Now that you've determined that the heater core itself is bad, you have to get yourself a new one. Now we're big fans of aftermarket parts as much as the next guy, but no matter what kind of deal you can get at the parts store, it is well worth the money to buy an original Ford/Motorcraft heater core. It's definitely the best built core on the market, and will far outlast most aftermarket ones. We've had people report that their store-bought core lasted a winter or two, and that's it. Sure, it's going to be cheaper...but do you really want to do this same procedure again in a few years? Just get the Ford core and be done with it. By the way, this same core was used in lots of Fox cars, including the Mustang, so if you want to shop online at Mustang parts places, feel free. Now you must get the core to match what you have now. So if you have A/C (which almost all of you do), then you have to get the core meant for a car with A/C.
Ford OEM Part Numbers:
Heater Core (cars with A/C) — E9LY-18476-A; also under the Motorcraft number HC-5
Heater Core (cars without A/C) — D9BH-184769-A, D9BZ-18476-B, E25H-18476-AA, E2FZ-18476-A, E4FZ-18476-A, E4FZ-18476-C
Bill has passed along a tidbit of info about the new core: "When you buy the new heater core, have a brace soldered between the inlet and outlet pipes. This will help protect the heater core from engine vibration and 'I will rip this hose off if it's the last thing I do' mechanics!"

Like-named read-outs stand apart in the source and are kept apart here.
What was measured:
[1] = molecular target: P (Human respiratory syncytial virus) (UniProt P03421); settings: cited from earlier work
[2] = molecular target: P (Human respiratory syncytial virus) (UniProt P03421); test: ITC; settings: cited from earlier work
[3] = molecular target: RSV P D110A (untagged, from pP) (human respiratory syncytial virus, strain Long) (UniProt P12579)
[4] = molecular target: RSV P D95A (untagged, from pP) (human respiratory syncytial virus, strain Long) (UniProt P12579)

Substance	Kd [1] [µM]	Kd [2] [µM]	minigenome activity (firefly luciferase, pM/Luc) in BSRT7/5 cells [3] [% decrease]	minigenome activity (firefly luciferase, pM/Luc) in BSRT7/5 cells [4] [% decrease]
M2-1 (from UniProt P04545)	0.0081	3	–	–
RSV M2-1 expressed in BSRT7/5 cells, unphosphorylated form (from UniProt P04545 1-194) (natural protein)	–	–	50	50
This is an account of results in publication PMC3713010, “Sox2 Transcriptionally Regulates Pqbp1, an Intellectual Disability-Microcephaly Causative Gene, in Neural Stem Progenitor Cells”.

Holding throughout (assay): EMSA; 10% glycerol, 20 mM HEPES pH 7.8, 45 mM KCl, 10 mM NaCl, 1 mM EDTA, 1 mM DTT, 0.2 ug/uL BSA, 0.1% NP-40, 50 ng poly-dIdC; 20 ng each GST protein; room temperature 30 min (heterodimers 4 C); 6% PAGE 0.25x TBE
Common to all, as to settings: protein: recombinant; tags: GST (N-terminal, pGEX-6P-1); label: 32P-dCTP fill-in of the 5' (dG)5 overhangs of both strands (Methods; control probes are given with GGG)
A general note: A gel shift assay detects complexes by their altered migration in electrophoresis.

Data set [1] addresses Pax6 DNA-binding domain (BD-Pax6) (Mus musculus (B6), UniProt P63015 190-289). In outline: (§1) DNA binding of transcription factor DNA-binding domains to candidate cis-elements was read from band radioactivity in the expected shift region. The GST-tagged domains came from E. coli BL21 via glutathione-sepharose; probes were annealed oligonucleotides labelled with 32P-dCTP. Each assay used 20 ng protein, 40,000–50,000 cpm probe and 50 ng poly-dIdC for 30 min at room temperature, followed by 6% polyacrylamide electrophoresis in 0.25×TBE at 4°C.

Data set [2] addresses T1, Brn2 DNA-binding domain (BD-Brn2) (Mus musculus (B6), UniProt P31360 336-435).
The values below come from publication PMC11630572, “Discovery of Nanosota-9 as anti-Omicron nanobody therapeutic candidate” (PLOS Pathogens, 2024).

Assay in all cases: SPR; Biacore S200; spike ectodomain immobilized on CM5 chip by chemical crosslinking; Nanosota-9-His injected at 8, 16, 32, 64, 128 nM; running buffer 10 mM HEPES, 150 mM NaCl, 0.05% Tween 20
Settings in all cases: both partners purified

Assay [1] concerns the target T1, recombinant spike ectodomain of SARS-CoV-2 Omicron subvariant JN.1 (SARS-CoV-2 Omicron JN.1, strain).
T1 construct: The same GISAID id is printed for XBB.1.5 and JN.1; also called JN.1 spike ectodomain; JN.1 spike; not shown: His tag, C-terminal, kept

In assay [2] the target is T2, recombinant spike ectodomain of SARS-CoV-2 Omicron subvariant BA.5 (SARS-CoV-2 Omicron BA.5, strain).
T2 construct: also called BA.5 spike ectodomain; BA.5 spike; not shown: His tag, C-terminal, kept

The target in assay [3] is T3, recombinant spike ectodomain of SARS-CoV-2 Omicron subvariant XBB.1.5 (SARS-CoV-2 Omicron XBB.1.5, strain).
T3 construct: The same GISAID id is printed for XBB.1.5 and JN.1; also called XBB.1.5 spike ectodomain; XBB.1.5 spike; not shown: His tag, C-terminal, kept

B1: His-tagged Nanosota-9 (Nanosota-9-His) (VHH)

Similarly, Darren shared a photo of the bracing on his core, that he had a radiator shop solder in for him.
In addition to the new core, you might want to pick up the hoses that go from the core to the engine block. They're relatively inexpensive and if you've never changed them, now is definitely the time to do that. And when the guy at the parts store asks, "Do you want new clamps with those hoses?", tell him, "Sure man, knock yourself out." Now you officially have all your parts. Time to tear into some stuff.
UPDATE: So we happened upon a great video on YouTube that highlights the procedure below, for the most part. Feel free to view it first, as it reinforces much of the information below, and you'll get a great idea about what you'll be getting into.
Yeah, this is the part where most people freak out. No matter what you've heard, you DO NOT have to remove the entire dash. The dash only needs to come out far enough to get access to the heater core box. But that comes later; you have to disconnect a few things first.